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Media and Entertainment Adapts with Hybrid IT

Connectivity – The tie that binds the various points of the media and entertainment industry

The show must go on!

Over the last 18 months, every industry has adapted to accommodate the ever-changing requirements brought on by the pandemic – the media and entertainment industry is no exception. In the past, writers, producers and directors would meet in person to collaborate on a project. As it moved forward, depending on the size and scale, literally hundreds of people could be involved during filming, through the editing process, and on to the final delivery. 

One particular challenge for the media and entertainment industry is that the file sizes involved can be excessively large. Many years ago, this wasn't much of a problem because physical media was simply transported from place to place, or the various sound, video and effects crews were brought to where the project was being produced. These days, however, thanks to digital transformation and an evolution in the production workflow throughout the industry, this work is accomplished by transferring large files over dedicated networks or the internet to the studios of the various parties involved.

Prior to the pandemic, there was already a trend toward remote work within the media and entertainment industry. COVID-19 put all that in fast-forward. Suddenly, production companies were having employees 'remote in' to workstations from home or were getting rid of high-priced real estate in favor of moving production services to datacenters or the cloud. Connectivity was more critical than ever. As the pandemic dragged on, the industry saw an increase in regional content development, which could mean a number of things, such as files traveling longer distances (sometimes around the world), employees needing to connect to workstations in other parts of the world, and so on. Again, high bandwidth and reliable connectivity were at the center of ensuring that the show would go on.

Increasingly, multi-tenant datacenters are the epicenter of connectivity. From multiple lit and dark fiber options and dense carrier availability to internet exchanges, cross connects and cloud on-ramps, companies have come to view leased datacenter facilities as interconnection hubs. In fact, in a recent survey by 451 Research, over 98% of respondents who use colocation said they also use interconnection services from the provider, with connectivity into the public clouds – e.g., Amazon's AWS, Microsoft Azure – being the most popular use case, cited by 51% of respondents. In support of this, many datacenter providers, including CoreSite and others, have built connectivity platforms to make it easier for customers to not only turn on connectivity services to reach whatever destination is required but also turn services off when they are no longer needed, in order to control costs.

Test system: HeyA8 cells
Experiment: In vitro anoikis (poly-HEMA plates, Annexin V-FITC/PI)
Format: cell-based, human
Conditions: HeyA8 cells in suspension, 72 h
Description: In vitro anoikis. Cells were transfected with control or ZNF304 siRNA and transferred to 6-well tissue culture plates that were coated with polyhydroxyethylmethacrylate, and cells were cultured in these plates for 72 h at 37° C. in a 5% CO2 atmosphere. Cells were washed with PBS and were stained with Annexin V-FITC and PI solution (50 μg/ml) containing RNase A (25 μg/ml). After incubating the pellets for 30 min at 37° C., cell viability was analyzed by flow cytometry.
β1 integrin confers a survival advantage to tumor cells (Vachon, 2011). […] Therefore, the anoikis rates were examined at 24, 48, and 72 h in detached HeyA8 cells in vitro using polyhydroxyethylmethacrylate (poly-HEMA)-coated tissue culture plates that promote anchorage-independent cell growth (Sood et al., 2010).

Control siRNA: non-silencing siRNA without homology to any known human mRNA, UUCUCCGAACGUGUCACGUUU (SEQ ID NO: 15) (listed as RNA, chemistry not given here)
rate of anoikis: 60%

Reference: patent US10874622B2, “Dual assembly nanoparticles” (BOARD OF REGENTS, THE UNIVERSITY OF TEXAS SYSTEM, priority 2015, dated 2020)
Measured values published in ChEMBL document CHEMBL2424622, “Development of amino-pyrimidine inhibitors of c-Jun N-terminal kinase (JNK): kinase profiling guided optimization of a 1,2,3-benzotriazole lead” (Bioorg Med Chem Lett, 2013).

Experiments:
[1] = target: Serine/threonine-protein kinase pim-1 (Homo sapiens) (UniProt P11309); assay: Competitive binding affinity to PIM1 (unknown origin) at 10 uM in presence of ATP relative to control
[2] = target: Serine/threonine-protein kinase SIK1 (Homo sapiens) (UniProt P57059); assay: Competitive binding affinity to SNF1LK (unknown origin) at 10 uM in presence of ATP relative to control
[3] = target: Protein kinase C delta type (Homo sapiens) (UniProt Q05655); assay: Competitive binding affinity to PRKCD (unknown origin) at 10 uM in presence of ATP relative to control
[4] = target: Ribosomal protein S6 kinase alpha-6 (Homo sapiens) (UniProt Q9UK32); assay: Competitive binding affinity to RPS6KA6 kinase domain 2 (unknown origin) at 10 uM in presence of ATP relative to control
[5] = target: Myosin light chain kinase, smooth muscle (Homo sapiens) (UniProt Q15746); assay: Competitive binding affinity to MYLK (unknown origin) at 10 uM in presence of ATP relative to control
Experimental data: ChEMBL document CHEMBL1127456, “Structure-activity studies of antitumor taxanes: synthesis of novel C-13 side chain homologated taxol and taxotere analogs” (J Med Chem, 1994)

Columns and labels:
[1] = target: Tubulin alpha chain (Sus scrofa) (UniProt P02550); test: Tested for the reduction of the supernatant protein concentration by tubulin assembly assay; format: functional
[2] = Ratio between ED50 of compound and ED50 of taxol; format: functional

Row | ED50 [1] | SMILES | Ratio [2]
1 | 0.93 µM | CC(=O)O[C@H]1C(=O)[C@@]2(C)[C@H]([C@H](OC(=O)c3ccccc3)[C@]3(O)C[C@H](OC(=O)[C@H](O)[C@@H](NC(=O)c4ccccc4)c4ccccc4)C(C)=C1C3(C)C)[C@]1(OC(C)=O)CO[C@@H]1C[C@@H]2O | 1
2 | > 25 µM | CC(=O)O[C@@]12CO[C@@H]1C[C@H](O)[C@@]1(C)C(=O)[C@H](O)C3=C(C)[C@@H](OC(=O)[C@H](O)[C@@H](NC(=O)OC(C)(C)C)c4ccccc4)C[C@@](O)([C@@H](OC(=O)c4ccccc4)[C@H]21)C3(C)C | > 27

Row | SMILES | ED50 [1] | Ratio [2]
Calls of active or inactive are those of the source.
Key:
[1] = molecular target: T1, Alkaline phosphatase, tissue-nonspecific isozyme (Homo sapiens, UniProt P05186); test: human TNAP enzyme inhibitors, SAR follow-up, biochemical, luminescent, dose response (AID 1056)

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For the media and entertainment industry, leveraging a colocation facility makes a lot of sense. Not only can the various companies involved in production and delivery gain access to a rich connectivity ecosystem, but also to specialized providers that have services specific to the industry and understand the business.

To explore this topic further, please join us on Nov. 10, 2021 from 2 p.m. – 3 p.m. ET for the webinar, Connectivity to Everywhere: How Media and Entertainment are Adapting. In this webinar session, we will:

  • Explore the changing nature of work for the media and entertainment industry
  • Hear from a media and entertainment service provider and an industry analyst about how to strategically leverage connectivity
  • Learn about how and where media and entertainment companies can place workloads for a better user experience for employees and contractors.


1.      451 Research's Voice of the Enterprise: Datacenters, 2021

Dan Thompson | Principal Research Analyst, 451 Research
As a Principal Research Analyst for 451 Research, a part of S&P Global Market Intelligence, Dan Thompson provides insight into the multi-tenant datacenter (MTDC) market space.